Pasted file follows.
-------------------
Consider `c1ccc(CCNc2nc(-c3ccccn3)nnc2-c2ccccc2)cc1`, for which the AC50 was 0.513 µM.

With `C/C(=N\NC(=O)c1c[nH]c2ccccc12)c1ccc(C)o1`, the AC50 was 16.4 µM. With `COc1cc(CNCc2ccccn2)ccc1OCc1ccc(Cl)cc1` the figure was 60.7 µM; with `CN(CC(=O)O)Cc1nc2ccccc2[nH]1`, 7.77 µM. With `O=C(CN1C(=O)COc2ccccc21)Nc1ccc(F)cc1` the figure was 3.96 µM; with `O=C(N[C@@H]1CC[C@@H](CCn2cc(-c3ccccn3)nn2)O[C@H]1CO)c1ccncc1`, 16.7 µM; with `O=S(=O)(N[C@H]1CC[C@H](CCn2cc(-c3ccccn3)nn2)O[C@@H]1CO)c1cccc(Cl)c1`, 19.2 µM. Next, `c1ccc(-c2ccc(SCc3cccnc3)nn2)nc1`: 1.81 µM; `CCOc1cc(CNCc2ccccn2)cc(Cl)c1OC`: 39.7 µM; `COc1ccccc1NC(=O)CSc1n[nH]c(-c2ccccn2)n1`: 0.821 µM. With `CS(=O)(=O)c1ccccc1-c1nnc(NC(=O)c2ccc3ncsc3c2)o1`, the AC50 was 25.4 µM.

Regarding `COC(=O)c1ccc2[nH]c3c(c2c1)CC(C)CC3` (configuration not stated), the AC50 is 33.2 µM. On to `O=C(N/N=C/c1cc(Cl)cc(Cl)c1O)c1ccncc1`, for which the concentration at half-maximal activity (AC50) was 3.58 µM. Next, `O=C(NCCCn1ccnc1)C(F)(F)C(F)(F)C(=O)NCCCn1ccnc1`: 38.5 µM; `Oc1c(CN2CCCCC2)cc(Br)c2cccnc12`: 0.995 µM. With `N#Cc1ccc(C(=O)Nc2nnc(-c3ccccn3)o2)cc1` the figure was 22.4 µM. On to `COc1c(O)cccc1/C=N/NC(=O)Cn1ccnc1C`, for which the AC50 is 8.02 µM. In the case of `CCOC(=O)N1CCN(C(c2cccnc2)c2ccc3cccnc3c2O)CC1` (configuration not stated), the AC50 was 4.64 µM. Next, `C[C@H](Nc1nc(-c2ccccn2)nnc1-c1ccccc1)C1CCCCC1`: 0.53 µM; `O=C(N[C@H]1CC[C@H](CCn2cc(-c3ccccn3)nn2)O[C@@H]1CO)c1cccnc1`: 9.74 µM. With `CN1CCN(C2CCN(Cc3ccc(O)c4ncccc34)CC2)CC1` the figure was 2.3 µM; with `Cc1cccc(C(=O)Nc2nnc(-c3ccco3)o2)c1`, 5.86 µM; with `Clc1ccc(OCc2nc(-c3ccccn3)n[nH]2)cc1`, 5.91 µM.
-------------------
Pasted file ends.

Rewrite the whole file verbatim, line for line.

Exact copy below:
Consider `c1ccc(CCNc2nc(-c3ccccn3)nnc2-c2ccccc2)cc1`, for which the AC50 was 0.513 µM.

With `C/C(=N\NC(=O)c1c[nH]c2ccccc12)c1ccc(C)o1`, the AC50 was 16.4 µM. With `COc1cc(CNCc2ccccn2)ccc1OCc1ccc(Cl)cc1` the figure was 60.7 µM; with `CN(CC(=O)O)Cc1nc2ccccc2[nH]1`, 7.77 µM. With `O=C(CN1C(=O)COc2ccccc21)Nc1ccc(F)cc1` the figure was 3.96 µM; with `O=C(N[C@@H]1CC[C@@H](CCn2cc(-c3ccccn3)nn2)O[C@H]1CO)c1ccncc1`, 16.7 µM; with `O=S(=O)(N[C@H]1CC[C@H](CCn2cc(-c3ccccn3)nn2)O[C@@H]1CO)c1cccc(Cl)c1`, 19.2 µM. Next, `c1ccc(-c2ccc(SCc3cccnc3)nn2)nc1`: 1.81 µM; `CCOc1cc(CNCc2ccccn2)cc(Cl)c1OC`: 39.7 µM; `COc1ccccc1NC(=O)CSc1n[nH]c(-c2ccccn2)n1`: 0.821 µM. With `CS(=O)(=O)c1ccccc1-c1nnc(NC(=O)c2ccc3ncsc3c2)o1`, the AC50 was 25.4 µM.

Regarding `COC(=O)c1ccc2[nH]c3c(c2c1)CC(C)CC3` (configuration not stated), the AC50 is 33.2 µM. On to `O=C(N/N=C/c1cc(Cl)cc(Cl)c1O)c1ccncc1`, for which the concentration at half-maximal activity (AC50) was 3.58 µM. Next, `O=C(NCCCn1ccnc1)C(F)(F)C(F)(F)C(=O)NCCCn1ccnc1`: 38.5 µM; `Oc1c(CN2CCCCC2)cc(Br)c2cccnc12`: 0.995 µM. With `N#Cc1ccc(C(=O)Nc2nnc(-c3ccccn3)o2)cc1` the figure was 22.4 µM. On to `COc1c(O)cccc1/C=N/NC(=O)Cn1ccnc1C`, for which the AC50 is 8.02 µM. In the case of `CCOC(=O)N1CCN(C(c2cccnc2)c2ccc3cccnc3c2O)CC1` (configuration not stated), the AC50 was 4.64 µM. Next, `C[C@H](Nc1nc(-c2ccccn2)nnc1-c1ccccc1)C1CCCCC1`: 0.53 µM; `O=C(N[C@H]1CC[C@H](CCn2cc(-c3ccccn3)nn2)O[C@@H]1CO)c1cccnc1`: 9.74 µM. With `CN1CCN(C2CCN(Cc3ccc(O)c4ncccc34)CC2)CC1` the figure was 2.3 µM; with `Cc1cccc(C(=O)Nc2nnc(-c3ccco3)o2)c1`, 5.86 µM; with `Clc1ccc(OCc2nc(-c3ccccn3)n[nH]2)cc1`, 5.91 µM.